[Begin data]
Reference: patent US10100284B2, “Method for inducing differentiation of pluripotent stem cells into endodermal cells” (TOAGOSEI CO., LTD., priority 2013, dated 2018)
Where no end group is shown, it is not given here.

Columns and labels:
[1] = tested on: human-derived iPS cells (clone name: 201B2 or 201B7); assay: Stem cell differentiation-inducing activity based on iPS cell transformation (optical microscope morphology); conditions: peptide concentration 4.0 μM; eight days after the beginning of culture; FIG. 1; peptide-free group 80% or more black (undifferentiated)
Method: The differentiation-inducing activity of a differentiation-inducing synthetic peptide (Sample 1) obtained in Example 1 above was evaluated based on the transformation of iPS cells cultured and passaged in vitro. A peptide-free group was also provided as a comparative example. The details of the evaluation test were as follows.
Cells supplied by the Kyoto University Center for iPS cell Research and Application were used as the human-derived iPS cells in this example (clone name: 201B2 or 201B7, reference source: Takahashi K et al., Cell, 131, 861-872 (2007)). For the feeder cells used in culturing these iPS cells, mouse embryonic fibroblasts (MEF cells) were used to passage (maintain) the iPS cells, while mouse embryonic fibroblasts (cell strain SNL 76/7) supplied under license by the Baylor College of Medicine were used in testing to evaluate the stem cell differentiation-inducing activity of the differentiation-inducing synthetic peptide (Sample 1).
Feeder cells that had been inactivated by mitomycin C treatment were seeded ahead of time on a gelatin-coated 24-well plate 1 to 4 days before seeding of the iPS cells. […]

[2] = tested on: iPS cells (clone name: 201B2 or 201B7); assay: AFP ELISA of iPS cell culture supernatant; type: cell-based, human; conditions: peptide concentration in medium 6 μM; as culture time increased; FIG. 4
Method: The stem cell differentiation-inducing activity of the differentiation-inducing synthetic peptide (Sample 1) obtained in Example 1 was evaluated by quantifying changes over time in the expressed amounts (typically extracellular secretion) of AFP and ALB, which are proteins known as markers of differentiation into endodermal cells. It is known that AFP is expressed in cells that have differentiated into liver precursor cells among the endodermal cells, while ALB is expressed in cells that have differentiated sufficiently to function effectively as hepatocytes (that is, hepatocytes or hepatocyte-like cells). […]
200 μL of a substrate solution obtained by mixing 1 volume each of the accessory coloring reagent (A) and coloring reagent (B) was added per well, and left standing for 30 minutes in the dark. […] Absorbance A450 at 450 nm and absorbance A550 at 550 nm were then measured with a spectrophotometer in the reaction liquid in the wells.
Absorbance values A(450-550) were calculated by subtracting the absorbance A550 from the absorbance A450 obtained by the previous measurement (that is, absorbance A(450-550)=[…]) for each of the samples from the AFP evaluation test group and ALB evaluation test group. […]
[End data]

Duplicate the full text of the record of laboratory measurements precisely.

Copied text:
Reference: patent US10100284B2, “Method for inducing differentiation of pluripotent stem cells into endodermal cells” (TOAGOSEI CO., LTD., priority 2013, dated 2018)
Where no end group is shown, it is not given here.

Columns and labels:
[1] = tested on: human-derived iPS cells (clone name: 201B2 or 201B7); assay: Stem cell differentiation-inducing activity based on iPS cell transformation (optical microscope morphology); conditions: peptide concentration 4.0 μM; eight days after the beginning of culture; FIG. 1; peptide-free group 80% or more black (undifferentiated)
Method: The differentiation-inducing activity of a differentiation-inducing synthetic peptide (Sample 1) obtained in Example 1 above was evaluated based on the transformation of iPS cells cultured and passaged in vitro. A peptide-free group was also provided as a comparative example. The details of the evaluation test were as follows.
Cells supplied by the Kyoto University Center for iPS cell Research and Application were used as the human-derived iPS cells in this example (clone name: 201B2 or 201B7, reference source: Takahashi K et al., Cell, 131, 861-872 (2007)). For the feeder cells used in culturing these iPS cells, mouse embryonic fibroblasts (MEF cells) were used to passage (maintain) the iPS cells, while mouse embryonic fibroblasts (cell strain SNL 76/7) supplied under license by the Baylor College of Medicine were used in testing to evaluate the stem cell differentiation-inducing activity of the differentiation-inducing synthetic peptide (Sample 1).
Feeder cells that had been inactivated by mitomycin C treatment were seeded ahead of time on a gelatin-coated 24-well plate 1 to 4 days before seeding of the iPS cells. […]

[2] = tested on: iPS cells (clone name: 201B2 or 201B7); assay: AFP ELISA of iPS cell culture supernatant; type: cell-based, human; conditions: peptide concentration in medium 6 μM; as culture time increased; FIG. 4
Method: The stem cell differentiation-inducing activity of the differentiation-inducing synthetic peptide (Sample 1) obtained in Example 1 was evaluated by quantifying changes over time in the expressed amounts (typically extracellular secretion) of AFP and ALB, which are proteins known as markers of differentiation into endodermal cells. It is known that AFP is expressed in cells that have differentiated into liver precursor cells among the endodermal cells, while ALB is expressed in cells that have differentiated sufficiently to function effectively as hepatocytes (that is, hepatocytes or hepatocyte-like cells). […]
200 μL of a substrate solution obtained by mixing 1 volume each of the accessory coloring reagent (A) and coloring reagent (B) was added per well, and left standing for 30 minutes in the dark. […] Absorbance A450 at 450 nm and absorbance A550 at 550 nm were then measured with a spectrophotometer in the reaction liquid in the wells.
Absorbance values A(450-550) were calculated by subtracting the absorbance A550 from the absorbance A450 obtained by the previous measurement (that is, absorbance A(450-550)=[…]) for each of the samples from the AFP evaluation test group and ALB evaluation test group. […]